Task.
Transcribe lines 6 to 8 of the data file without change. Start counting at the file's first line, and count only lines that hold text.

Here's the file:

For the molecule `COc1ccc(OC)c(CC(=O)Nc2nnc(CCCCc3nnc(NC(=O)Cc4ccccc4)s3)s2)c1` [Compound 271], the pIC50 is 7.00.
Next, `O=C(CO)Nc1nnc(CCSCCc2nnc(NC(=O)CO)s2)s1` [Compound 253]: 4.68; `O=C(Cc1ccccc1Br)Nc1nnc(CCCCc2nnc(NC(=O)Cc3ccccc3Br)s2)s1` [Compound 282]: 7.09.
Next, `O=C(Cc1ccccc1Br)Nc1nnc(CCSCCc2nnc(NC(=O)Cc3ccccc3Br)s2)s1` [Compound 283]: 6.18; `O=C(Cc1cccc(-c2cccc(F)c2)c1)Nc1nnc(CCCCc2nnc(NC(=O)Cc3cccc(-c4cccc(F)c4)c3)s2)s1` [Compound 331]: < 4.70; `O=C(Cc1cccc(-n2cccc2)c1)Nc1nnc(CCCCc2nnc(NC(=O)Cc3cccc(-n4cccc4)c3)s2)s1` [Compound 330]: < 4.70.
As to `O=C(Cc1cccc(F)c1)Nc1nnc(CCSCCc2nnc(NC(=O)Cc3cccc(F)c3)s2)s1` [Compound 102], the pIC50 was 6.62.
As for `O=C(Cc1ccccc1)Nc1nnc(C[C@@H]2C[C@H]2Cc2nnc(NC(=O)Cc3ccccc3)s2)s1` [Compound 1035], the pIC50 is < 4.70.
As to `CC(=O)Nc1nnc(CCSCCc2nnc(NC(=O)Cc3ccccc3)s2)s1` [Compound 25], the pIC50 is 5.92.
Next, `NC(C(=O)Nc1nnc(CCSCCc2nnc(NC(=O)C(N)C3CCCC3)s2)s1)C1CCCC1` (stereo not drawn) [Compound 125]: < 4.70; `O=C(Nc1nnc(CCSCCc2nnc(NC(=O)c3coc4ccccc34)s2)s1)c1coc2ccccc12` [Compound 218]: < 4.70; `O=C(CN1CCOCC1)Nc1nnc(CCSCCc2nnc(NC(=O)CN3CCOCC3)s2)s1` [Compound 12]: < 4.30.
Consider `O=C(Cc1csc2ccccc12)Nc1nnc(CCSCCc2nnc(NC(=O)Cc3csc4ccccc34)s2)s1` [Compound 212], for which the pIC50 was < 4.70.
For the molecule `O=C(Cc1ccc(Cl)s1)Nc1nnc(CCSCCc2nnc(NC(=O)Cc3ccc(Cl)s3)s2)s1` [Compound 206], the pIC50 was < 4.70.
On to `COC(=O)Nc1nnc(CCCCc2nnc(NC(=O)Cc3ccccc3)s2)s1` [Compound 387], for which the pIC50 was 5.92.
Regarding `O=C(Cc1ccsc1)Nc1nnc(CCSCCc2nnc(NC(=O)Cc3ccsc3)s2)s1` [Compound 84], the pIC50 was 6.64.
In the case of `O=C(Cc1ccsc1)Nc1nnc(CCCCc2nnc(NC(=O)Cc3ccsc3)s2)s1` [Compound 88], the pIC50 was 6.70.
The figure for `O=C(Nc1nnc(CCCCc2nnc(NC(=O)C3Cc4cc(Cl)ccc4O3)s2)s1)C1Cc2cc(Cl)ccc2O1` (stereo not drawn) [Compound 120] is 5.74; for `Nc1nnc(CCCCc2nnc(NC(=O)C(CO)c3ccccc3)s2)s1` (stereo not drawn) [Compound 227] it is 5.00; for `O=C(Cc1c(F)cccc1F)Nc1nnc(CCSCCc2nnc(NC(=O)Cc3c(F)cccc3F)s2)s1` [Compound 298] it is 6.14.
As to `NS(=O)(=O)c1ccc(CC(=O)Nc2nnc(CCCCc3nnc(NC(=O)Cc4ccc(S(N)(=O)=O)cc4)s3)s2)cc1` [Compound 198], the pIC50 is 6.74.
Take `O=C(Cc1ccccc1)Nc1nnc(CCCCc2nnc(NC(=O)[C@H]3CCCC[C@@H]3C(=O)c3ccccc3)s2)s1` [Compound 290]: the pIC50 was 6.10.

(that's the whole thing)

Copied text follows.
As to `CC(=O)Nc1nnc(CCSCCc2nnc(NC(=O)Cc3ccccc3)s2)s1` [Compound 25], the pIC50 is 5.92.
Next, `NC(C(=O)Nc1nnc(CCSCCc2nnc(NC(=O)C(N)C3CCCC3)s2)s1)C1CCCC1` (stereo not drawn) [Compound 125]: < 4.70; `O=C(Nc1nnc(CCSCCc2nnc(NC(=O)c3coc4ccccc34)s2)s1)c1coc2ccccc12` [Compound 218]: < 4.70; `O=C(CN1CCOCC1)Nc1nnc(CCSCCc2nnc(NC(=O)CN3CCOCC3)s2)s1` [Compound 12]: < 4.30.
Consider `O=C(Cc1csc2ccccc12)Nc1nnc(CCSCCc2nnc(NC(=O)Cc3csc4ccccc34)s2)s1` [Compound 212], for which the pIC50 was < 4.70.